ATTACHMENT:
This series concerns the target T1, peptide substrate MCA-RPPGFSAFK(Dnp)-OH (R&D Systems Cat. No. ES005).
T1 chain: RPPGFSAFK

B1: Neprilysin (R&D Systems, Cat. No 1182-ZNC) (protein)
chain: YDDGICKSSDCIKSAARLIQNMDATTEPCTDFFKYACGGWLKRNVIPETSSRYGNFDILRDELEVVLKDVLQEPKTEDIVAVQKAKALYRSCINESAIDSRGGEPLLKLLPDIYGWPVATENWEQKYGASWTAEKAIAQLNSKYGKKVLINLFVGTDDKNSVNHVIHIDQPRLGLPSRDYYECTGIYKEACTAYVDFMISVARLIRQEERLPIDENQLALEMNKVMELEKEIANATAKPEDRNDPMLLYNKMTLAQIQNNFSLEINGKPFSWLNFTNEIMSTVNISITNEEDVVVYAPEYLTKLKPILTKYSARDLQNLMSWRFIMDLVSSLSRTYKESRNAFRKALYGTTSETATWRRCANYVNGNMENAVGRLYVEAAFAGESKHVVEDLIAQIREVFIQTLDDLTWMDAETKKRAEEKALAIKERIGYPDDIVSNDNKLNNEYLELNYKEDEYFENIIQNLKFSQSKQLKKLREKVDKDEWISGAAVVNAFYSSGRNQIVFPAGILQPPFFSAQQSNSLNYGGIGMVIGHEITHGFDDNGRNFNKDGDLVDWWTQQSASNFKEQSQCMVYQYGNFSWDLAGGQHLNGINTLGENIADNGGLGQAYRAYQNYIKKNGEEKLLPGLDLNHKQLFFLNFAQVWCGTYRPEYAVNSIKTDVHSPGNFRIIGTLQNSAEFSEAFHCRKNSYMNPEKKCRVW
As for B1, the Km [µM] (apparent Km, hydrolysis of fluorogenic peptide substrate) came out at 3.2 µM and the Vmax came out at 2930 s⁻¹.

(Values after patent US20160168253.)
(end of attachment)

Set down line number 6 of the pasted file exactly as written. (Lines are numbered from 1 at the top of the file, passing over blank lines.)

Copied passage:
(Values after patent US20160168253.)